WASHINGTON, D.C. -- New Directions in Writing, an offshoot of the Washington Baltimore Center for Psychoanalysis, announces "The Things They Carry," a series of free writing workshops for health care workers and first responders, designed to help them face the deep trauma of their experiences with the corona virus pandemic. The first workshop will launch on April 13, 2021 and are staffed by therapists and writers from across the country who have come together specifically to help health care workers. They include: Jessica Anya Blau, Sarah Boxer, Kate Daniels, Aimee Molloy, Aria Beth Sloss and Valerie Tripp.

A recent survey of thousands of health workers by the Yale School of Public Health, recently published in the journal PLOS One, found that nearly one quarter of all participants showed signs of PTSD, and almost half had probable alcohol use disorder.

The Things They Carry workshops - - will pair experienced writers with therapists skilled at working with people experiencing PTSD. If the title sounds familiar, that's intentional: it honors Tim O'Brien, the author of "The Things They Carried," a ground-breaking meditation on the Vietnam War, memory, and the redemptive power of storytelling.

The workshops are the brainchild of Kerry L. Malawista, Ph.D., a psychotherapist in private practice in Potomac, Maryland, and McLean, Virginia. Malawista is a co-chair of New Directions, which offers a postgraduate training program for clinicians, academics and writers who want to bring modern psychoanalytic perspectives to their work.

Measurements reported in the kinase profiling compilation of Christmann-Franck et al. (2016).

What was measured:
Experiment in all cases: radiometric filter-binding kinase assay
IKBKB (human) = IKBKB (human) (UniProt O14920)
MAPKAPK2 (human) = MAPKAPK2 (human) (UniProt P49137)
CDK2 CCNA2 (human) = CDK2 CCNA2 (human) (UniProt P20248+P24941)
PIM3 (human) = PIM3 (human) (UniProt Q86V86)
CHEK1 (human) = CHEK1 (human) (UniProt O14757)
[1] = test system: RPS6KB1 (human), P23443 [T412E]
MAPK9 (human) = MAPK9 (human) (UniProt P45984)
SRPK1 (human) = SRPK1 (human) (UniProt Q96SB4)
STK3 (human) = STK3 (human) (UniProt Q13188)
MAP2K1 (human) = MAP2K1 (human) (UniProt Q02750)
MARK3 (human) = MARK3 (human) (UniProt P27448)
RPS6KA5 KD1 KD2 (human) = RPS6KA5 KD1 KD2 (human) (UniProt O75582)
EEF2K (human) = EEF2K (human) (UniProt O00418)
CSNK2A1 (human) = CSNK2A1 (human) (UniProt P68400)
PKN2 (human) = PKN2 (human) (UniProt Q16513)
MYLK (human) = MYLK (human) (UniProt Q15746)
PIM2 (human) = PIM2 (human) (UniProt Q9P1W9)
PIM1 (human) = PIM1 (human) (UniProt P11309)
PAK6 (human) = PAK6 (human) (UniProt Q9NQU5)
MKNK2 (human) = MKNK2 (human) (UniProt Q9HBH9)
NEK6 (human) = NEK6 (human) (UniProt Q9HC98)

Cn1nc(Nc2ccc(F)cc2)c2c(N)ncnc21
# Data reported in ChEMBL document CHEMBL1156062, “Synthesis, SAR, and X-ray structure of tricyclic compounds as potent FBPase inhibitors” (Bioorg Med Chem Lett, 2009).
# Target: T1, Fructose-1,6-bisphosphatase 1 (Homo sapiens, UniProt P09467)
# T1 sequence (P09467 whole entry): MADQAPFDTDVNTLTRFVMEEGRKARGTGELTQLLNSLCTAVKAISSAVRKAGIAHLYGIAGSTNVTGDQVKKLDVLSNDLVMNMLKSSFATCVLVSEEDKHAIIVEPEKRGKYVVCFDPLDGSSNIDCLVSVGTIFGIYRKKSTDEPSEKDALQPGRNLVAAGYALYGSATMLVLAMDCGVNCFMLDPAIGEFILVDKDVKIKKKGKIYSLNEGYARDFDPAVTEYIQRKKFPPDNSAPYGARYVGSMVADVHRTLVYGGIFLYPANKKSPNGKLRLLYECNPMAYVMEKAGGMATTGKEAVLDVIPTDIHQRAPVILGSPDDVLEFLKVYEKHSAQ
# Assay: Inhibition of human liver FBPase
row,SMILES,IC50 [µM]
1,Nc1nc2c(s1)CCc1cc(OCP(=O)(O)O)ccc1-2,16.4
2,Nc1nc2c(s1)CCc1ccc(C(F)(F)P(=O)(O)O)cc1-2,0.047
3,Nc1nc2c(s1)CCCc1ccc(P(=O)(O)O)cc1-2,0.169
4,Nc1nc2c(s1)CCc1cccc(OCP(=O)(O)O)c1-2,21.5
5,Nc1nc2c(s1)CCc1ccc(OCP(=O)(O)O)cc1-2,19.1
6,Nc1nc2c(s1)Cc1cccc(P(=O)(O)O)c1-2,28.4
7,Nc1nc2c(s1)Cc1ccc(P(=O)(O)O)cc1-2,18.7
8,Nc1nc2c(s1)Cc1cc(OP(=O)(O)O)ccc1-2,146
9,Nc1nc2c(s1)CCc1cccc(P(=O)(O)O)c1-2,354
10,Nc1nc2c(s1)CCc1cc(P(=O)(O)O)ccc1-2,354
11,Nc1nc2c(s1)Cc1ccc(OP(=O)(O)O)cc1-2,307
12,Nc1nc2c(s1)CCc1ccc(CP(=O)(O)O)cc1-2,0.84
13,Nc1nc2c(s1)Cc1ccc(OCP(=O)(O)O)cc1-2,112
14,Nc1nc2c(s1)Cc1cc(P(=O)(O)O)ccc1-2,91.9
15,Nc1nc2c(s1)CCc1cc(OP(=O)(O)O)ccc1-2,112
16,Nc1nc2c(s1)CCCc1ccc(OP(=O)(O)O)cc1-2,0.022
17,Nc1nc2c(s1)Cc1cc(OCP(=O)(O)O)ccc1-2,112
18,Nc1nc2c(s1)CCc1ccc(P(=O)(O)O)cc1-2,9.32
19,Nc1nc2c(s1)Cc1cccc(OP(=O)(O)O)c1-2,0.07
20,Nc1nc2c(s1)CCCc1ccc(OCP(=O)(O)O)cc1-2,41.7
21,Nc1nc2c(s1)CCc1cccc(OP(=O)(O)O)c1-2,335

"I see several frontline health care workers in therapy," Malawista said. "From them, I hear about the ghosts of the COVID deaths they carry, the patients they have treated, those who were lost to the virus and those who still haunt them. Like soldiers returning from war, they cannot close their eyes to all they have witnessed - the smells, sights and sounds of people who died while in their care. And sadly, like the soldiers that O'Brien memorialized, the ghosts often pursue them in their dreams.... Along with talk therapy, writing provides an effective pathway to process traumatic memory."

Participants will learn a technique called "writing for resilience," in which writing prompts will be offered to encourage them to explore their COVID experiences, helping them to delve into their meaning. For the present, workshops will be held via Zoom.

Following the writing sessions, participants will have an opportunity to share what they have written, listen to other stories, respond to the group's writings, and explore their meaning in writing and conversation.

"Writing in the company of others has special benefits," Malawista said. "To have one's experiences witnessed and validated by other writers has been shown to relieve isolation and create a sense of solidarity.... Participants will have the opportunity to reflect on the life stories they have heard in the course of their work, as well as on the ways they can keep themselves calm and strong."

For more information contact Kerry Malawista, Ph.D., at